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[120] him in his home on Beacon Street and to his summer retreat; but the tradition is that he was obliged to select his guests with care when Sumner was invited, lest the feast should be marred by unseemly behavior on their part. Longfellow and his wife, made of far finer mould than their kin or their class, were, notwithstanding their connection with Mr. Appleton, as devotedly attached to Sumner as ever, and kept a chamber at his service; but even they sometimes found it necessary to send him a warning from Cambridge that some one was with them whom it was not best for him to meet. Even his triumphant career—his election to the Senate and his fame as an orator—did not soften this animosity. in 1853, driving down Beacon Street towards the country with R. H. Dana, Jr., as his companion, he said: ‘There was a time when 1 was welcome at almost every house within two miles of us, but now hardly any are open to me.’ He was taken to the Wednesday Club, where good breeding prevailed with most; but even there he was snubbed by some of the members. A few there were who kept a higher level of thought and sentiment,—among them the Quincys, friends of his youth, who were faithful to him to the end.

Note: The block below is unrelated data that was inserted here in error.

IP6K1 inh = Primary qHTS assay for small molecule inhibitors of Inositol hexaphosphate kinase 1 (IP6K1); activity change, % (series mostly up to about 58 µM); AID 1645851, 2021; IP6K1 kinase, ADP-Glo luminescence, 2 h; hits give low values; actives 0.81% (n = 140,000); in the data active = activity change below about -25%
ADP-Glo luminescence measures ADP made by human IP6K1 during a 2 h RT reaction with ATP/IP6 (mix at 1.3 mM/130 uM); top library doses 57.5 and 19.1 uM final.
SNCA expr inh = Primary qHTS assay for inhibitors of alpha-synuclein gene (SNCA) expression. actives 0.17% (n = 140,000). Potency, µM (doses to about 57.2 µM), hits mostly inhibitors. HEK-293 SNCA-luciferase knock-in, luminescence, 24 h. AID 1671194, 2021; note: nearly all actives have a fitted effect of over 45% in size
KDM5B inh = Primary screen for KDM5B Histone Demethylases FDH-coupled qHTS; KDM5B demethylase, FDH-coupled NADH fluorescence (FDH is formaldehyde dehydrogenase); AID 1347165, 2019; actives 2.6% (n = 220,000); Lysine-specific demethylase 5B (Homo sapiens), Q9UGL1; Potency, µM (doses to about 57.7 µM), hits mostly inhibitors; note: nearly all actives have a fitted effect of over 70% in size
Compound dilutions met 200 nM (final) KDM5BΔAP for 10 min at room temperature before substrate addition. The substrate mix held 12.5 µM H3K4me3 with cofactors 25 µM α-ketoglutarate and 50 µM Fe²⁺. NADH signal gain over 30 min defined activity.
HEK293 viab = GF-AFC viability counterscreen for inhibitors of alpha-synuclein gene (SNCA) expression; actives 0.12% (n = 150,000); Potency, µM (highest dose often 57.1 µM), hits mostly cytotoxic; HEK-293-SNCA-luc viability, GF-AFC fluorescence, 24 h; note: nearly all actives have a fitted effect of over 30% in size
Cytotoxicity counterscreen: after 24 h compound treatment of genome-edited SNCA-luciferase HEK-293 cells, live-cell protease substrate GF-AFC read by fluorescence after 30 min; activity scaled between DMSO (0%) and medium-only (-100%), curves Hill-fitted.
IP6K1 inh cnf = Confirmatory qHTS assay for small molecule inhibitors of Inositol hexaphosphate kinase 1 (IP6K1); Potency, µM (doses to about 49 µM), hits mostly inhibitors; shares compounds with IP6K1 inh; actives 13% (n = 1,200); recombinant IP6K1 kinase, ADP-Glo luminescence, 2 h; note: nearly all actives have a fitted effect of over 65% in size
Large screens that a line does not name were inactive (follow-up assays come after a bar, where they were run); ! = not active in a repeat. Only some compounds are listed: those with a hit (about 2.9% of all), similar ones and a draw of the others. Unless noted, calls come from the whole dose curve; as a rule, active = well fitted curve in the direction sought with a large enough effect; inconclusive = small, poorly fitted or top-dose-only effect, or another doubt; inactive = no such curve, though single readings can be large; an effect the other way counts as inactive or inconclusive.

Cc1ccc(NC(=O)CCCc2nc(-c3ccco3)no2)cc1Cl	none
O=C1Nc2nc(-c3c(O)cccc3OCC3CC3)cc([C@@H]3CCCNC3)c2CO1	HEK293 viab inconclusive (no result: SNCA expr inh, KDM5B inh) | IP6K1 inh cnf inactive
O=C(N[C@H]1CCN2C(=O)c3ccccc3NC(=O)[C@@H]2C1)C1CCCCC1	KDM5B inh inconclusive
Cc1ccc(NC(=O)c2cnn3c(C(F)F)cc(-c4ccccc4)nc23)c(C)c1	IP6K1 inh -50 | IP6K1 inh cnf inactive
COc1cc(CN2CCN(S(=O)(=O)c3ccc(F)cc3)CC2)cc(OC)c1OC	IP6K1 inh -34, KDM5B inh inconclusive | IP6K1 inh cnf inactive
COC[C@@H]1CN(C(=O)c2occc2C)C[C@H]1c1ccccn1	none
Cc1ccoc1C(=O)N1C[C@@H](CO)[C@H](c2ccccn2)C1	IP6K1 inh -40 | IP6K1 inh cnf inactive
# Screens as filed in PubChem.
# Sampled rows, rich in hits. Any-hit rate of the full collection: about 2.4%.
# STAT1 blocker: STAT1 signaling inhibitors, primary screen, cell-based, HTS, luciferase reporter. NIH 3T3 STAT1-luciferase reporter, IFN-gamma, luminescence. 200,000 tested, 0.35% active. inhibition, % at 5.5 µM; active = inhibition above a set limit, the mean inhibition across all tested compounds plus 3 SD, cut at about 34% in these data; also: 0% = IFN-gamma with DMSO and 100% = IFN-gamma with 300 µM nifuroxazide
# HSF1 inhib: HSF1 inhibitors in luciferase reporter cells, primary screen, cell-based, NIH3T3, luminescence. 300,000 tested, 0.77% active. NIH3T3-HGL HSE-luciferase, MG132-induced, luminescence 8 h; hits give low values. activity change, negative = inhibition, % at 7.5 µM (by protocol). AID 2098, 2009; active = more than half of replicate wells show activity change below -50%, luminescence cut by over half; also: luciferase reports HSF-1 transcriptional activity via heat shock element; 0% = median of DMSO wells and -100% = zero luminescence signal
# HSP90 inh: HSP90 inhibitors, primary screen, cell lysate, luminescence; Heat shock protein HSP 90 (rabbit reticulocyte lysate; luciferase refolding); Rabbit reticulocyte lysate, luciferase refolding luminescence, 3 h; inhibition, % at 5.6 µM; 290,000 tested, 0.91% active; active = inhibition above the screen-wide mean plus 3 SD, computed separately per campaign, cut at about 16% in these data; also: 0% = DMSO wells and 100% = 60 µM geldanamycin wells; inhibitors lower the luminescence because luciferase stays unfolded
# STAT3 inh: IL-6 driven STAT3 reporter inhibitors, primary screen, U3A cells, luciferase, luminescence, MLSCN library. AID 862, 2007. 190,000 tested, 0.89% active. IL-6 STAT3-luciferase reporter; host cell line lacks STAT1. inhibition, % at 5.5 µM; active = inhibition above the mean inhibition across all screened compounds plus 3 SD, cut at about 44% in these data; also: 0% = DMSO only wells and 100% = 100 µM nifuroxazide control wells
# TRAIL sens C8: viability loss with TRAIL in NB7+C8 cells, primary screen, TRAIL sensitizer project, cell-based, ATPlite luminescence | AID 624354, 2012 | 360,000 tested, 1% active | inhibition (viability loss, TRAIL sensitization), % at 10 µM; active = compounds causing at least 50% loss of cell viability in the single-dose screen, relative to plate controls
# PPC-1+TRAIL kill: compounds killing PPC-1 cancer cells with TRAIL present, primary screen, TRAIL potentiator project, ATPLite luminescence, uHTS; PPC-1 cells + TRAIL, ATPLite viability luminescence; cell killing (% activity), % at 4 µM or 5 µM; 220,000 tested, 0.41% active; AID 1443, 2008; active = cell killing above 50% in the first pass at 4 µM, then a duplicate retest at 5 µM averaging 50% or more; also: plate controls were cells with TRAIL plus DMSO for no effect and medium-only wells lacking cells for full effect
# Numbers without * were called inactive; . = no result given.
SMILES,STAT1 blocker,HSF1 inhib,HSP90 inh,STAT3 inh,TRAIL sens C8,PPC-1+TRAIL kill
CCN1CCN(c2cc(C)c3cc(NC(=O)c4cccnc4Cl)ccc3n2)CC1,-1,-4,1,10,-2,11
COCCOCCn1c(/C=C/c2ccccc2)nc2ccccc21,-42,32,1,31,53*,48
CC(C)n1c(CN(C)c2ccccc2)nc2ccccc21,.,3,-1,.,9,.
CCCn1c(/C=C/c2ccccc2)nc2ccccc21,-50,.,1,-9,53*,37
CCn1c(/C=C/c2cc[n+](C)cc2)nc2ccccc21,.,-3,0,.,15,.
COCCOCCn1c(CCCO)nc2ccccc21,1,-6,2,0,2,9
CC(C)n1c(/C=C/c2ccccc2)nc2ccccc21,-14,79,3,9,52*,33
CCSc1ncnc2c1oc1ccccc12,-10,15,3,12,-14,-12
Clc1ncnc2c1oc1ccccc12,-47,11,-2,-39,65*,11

This social pressure fell more heavily on Sumner than on others, for, bachelor as he was, his life was not engrossed with home interests. Adams, such was his lineage, could not be set aside or ignored; but he too had some dark looks to encounter. One evening at a party he and Rufus Choate were observed to ‘glare’ on each other without speaking.1 Palfrey described the slights and affronts received by himself, the changed countenances, the rude language, and the refused recognitions by old acquaintances and parishioners.2 Dana, finding one day his salutations in the street, when addressed to one of the ruling class, met with only the slightest return, assumed that the cause was a recent bereavement;3 and making an apology, drew the answer, ‘Oh, no; it is your politics.’ Calling, as had been his habit, with his wife on the Ticknors, he got a reception which was enough to prevent any repetition of the experiment. It is needless to write for any one who knew him that he met both repulsions with a manly spirit. An older visitor at the same

1 Adams resented Choate's speaking of John Quincy Adams as ‘the last Adams.’ Later history, with the career of Charles Francis Adams and the public work of his sons in authorship and affairs, will make it hazardous for any one to speak of a past Adams as the ‘last’ one.

2 A Letter to a Friend, pp. 25, 26.

3 By the death of Greenough, the sculptor.

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